About five weeks ago, we noted that the city of Louisville, Kentucky, was trying to throw its name into the NBA ring by starting a Facebook group in hopes of rallying fan support to bring a team to the city. This week, the Louisville Courier-Journal reports that the efforts may be a little more serious than first thought, as the city has spent $10,000s funding research into bringing a team to the city, and the attorney tasked with that research -- who is billing the city $125 an hour for "tasks "tasks such as 'Googling' and reading 'in-depth' team information, performing Lexis-Nexis searches and preparing to-do lists" -- claims an anonymous billionaire has thrown his support behind the effort.  Man, that was a fun sentence to type. The attorney, J. Bruce Miller, has reportedly contacted investors both in the United States and abroad, and claims to have landed a big fish.
“There’s only two ways to get this done: acquire an existing franchise or get an expansion franchise,” Miller said. “You don’t get either one if you don’t have a behemoth investor. What’s different this time is we have our own billionaire — who is among the richest people in the world.”
The paper also notes that the University of Louisville is open to sharing its huge brand new stadium, the KFC Yum! Center, with an NBA team, but that it reserves the right to set its schedule first. Louisville's effort, and the potential availability of an arena, adds fuel to the speculation surrounding the New Orleans Hornets, who agreed to be taken over by the NBA earlier this week, as the Hornets are the most obvious candidate for relocation. Until Louisville reveals who their major investor is, so that the sincerity of the city's effort can be judged, it's difficult to determine how realistic Louisville's effort to land the NBA is, given the presence of other interested destinations like Kansas City and Seattle.  This could be a shrewd lawyer's gravy-train pipe-dream taking a city for a ride, or it could be serious business. Only time will tell.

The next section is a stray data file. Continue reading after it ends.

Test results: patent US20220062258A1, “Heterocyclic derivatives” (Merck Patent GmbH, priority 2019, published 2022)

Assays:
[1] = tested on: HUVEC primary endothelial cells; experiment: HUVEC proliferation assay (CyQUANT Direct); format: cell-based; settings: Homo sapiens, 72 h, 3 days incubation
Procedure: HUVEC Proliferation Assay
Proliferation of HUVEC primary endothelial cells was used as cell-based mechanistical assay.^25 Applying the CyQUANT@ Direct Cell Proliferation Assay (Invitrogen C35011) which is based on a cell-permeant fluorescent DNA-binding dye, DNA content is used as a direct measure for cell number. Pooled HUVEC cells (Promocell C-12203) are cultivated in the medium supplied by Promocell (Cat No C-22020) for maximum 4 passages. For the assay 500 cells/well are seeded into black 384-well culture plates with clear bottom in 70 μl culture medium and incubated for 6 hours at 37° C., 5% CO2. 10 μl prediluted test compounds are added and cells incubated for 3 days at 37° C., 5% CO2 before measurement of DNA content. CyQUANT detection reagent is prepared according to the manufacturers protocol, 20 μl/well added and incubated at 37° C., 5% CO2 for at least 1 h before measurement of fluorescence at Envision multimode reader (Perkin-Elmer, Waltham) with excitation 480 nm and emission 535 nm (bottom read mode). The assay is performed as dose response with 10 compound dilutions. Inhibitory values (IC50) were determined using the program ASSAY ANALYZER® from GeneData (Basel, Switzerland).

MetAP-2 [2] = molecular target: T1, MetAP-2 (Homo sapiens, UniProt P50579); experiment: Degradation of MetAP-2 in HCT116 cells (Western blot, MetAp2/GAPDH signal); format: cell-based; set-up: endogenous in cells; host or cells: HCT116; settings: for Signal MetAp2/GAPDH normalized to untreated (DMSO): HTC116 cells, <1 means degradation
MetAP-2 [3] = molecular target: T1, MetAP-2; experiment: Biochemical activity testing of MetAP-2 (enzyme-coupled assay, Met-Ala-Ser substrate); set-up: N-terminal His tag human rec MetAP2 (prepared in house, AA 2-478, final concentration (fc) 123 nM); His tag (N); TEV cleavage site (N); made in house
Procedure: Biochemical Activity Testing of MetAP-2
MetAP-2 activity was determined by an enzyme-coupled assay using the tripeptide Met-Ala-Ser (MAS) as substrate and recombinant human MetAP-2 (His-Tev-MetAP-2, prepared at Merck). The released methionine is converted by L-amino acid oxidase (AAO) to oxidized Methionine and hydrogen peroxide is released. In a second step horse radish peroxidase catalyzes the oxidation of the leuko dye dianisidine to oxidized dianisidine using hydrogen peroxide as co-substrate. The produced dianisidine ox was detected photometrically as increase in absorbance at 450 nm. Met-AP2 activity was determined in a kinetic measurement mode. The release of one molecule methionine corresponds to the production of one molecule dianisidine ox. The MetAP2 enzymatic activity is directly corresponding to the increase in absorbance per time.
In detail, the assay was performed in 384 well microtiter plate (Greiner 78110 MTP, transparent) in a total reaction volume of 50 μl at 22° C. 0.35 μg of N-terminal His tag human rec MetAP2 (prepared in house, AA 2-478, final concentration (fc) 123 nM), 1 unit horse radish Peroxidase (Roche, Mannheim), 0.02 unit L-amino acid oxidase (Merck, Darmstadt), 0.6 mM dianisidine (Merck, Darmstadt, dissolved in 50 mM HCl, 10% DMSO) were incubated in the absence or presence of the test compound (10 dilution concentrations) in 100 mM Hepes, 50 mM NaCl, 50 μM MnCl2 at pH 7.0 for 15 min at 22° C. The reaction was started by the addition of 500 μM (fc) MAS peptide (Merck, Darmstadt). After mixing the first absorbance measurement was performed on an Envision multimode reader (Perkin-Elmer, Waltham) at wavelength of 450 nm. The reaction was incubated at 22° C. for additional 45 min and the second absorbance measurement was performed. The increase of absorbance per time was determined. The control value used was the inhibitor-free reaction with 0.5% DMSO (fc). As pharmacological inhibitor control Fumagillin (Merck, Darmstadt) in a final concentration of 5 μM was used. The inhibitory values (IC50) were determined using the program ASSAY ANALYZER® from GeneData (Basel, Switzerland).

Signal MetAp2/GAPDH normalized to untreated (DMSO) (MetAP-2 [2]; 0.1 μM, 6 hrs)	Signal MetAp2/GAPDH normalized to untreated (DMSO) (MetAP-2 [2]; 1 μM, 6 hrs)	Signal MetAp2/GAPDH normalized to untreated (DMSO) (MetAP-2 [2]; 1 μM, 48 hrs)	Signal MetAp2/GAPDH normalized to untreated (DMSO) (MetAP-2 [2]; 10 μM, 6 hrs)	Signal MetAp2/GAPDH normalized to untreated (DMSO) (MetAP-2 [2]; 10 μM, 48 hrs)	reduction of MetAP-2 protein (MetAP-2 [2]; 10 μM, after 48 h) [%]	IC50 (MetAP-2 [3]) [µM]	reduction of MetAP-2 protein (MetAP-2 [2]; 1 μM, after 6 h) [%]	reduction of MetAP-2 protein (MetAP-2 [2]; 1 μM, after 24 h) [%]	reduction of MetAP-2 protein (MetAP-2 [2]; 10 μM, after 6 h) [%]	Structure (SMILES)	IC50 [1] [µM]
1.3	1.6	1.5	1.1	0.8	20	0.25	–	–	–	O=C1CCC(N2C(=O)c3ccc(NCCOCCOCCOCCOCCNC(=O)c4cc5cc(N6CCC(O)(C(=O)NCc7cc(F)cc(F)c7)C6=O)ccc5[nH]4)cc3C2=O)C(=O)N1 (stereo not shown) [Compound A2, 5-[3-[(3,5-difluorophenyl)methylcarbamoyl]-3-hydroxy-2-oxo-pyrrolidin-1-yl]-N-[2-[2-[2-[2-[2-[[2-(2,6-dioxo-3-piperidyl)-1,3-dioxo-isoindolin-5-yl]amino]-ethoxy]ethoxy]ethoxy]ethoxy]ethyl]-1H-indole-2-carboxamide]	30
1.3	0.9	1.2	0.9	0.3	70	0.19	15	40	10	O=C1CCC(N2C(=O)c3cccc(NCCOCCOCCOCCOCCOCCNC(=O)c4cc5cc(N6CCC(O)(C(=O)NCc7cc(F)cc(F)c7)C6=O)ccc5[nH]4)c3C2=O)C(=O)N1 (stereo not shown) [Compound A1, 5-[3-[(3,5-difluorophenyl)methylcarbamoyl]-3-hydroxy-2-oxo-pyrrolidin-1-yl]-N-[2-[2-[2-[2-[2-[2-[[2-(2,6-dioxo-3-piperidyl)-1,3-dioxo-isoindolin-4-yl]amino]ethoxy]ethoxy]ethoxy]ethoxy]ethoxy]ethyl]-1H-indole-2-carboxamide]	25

Posted on: December 8, 2010 10:23 pm
Edited on: December 8, 2010 10:46 pm
 

The NBA's NOLA dilemma: PR versus profit

As the NBA zeroes in on its acquisition of the Hornets, a moral versus business conundrum awaits the league and its owners over the future of basketball in New Orleans. 
Posted by Matt Moore



Let's start here: No one wants to move the New Orleans Hornets. You can't have watched footage of people dying in the Superdome and not have a soft spot in your heart for the Crescent City. The issue for the NBA as it takes ownership of the team is not one of what would make them and the rest of the world feel good. They know what that is. Find a local owner, keep the team in New Orleans, and everyone lives happily ever after. 

The question is whether that's a viable option and if they really feel that they're not just throwing money down a hole. The financial documents that came out Tuesday from Deadspin outlining the massive financial woes in New Orleans present a significant dilemma for the NBA and its owners as they try and determine the future of this franchise. There were questions about the viability of New Orleans as a market well before a hurricane overwhelmed the levies, and the questions extend not just to attendance and fan interest, but to market economics, sponsorship revenue, and the complete financial situation in New Orleans. This is all before we start to look at the relationship with the city's mayor and Louisiana's governor, both of whom have been very clear about one thing. They hope the NBA commits to keeping the Hornets in the city, but they will not be providing financial handouts in the form of tax breaks or anything else in order to make that happen. Not in this economy, not during the city's continued recovery, and not for a franchise that is a distant third in sports within the wards. (The other two being football and drinking.)

That's where things get tricky. If the NBA is pursuing its due diligence and trying to find the situation that yields the most promise financially within a decent time frame, it's difficult to see New Orleans as the answer to the riddle. Kansas City offers the building ready for attendance now, but has its own set of market questions. Anaheim offers the market and the building. Seattle offers the market and ownership. If David Stern is correct and this issue won't be resolved until after the CBA is resolved, that gives Seattle time to finance a new building as well as for Las Vegas to get approval for a new arena. Other cities waiting for the right situation might be in a better position by then to create an actual bidding war, which would only make it more difficult for the owners to select a bid from New Orleans.